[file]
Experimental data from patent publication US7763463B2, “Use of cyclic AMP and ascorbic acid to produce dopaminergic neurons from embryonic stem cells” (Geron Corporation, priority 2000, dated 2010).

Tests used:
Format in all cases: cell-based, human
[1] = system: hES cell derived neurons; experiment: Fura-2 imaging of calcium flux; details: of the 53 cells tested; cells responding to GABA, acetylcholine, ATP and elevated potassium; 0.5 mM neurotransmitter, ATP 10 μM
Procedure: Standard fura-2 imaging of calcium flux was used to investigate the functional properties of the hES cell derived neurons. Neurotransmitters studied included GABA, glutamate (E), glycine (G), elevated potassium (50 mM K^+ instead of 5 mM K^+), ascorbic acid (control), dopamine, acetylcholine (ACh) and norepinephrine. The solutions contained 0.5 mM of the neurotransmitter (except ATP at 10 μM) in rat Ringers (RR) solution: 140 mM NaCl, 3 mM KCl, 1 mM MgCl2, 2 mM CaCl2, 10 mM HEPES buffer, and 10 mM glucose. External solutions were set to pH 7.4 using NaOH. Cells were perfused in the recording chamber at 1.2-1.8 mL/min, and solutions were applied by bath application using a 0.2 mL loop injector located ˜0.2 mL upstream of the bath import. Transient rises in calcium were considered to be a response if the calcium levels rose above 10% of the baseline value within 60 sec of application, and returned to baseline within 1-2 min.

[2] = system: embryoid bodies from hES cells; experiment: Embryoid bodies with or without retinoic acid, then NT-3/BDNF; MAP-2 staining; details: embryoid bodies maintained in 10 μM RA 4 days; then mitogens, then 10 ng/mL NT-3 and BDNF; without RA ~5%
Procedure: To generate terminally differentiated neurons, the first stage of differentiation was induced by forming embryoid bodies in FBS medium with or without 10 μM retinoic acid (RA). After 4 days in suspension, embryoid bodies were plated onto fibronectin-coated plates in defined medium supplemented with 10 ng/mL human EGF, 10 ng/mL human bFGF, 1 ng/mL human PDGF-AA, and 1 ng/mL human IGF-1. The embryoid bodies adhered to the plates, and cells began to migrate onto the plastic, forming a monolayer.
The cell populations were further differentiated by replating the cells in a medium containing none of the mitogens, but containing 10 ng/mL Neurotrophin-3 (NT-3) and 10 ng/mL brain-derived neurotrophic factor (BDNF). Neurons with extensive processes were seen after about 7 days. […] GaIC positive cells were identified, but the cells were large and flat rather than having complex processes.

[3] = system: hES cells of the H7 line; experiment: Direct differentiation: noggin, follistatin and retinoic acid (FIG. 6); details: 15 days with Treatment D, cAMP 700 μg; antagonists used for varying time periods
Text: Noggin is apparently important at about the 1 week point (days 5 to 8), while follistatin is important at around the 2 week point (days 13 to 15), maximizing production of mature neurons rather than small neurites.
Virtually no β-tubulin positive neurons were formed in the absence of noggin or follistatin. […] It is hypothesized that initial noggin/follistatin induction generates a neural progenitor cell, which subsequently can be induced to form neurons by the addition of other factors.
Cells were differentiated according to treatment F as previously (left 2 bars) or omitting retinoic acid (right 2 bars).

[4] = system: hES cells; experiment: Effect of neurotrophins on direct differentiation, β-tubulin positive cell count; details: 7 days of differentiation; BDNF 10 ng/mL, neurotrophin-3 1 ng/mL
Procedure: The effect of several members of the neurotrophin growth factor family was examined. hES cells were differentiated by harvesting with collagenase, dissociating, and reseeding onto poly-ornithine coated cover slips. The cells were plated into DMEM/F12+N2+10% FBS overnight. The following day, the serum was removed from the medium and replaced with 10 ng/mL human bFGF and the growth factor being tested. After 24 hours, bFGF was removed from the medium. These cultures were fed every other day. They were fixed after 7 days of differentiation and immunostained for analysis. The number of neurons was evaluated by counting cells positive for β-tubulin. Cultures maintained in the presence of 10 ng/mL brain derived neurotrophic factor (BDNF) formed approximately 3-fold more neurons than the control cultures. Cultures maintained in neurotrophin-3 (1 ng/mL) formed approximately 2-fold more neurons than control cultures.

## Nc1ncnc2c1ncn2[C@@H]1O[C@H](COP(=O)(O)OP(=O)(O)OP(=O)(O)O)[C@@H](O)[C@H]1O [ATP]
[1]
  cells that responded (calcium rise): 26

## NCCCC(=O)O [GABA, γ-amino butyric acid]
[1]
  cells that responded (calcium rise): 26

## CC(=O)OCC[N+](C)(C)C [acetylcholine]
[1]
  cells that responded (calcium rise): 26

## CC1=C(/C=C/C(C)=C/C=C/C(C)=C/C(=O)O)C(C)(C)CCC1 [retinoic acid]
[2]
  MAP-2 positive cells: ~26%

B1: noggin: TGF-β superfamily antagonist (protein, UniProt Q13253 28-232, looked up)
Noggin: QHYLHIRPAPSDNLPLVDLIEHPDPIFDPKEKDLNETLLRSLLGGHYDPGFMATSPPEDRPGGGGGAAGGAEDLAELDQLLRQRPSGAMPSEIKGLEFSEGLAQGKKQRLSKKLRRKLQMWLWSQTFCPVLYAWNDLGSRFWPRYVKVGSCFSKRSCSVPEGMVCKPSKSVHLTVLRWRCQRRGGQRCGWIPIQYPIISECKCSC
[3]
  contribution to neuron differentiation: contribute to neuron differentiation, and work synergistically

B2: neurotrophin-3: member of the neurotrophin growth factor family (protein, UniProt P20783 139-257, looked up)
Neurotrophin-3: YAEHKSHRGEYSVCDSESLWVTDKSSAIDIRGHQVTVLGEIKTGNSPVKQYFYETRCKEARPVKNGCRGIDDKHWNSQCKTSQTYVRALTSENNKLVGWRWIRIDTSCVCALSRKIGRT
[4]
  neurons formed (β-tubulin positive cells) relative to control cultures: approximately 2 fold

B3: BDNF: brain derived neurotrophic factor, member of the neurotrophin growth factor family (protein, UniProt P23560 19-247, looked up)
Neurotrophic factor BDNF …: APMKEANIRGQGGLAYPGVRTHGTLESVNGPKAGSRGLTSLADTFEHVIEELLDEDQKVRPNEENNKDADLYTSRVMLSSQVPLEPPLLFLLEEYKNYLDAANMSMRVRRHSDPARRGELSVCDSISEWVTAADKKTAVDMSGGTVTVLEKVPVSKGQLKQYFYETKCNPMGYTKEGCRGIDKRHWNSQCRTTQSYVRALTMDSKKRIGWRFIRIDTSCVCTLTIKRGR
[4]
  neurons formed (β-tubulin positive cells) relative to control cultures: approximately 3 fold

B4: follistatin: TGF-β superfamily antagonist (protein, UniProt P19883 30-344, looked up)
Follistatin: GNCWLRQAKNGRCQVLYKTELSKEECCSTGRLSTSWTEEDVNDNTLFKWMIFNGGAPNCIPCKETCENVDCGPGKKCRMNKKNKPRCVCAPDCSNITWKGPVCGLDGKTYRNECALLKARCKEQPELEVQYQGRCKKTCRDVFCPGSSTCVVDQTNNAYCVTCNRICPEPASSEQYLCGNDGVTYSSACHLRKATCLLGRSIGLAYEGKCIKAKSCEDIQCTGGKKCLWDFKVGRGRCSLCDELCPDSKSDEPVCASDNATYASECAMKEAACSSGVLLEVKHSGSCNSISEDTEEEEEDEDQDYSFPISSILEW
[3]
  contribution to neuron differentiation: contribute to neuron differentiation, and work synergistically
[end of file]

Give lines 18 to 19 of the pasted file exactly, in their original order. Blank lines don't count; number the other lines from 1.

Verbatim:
## NCCCC(=O)O [GABA, γ-amino butyric acid]
[1]